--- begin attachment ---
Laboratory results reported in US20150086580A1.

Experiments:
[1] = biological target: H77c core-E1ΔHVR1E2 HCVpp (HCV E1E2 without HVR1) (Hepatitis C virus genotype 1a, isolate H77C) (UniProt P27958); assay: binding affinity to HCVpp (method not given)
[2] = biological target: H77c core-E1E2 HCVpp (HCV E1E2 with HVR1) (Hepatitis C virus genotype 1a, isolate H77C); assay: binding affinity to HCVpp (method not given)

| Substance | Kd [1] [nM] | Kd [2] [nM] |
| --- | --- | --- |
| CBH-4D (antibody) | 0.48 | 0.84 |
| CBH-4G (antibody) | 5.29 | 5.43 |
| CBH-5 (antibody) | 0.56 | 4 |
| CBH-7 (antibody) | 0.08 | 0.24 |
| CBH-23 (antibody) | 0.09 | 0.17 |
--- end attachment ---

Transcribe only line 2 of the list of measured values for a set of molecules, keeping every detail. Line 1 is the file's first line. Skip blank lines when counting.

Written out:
Experiments: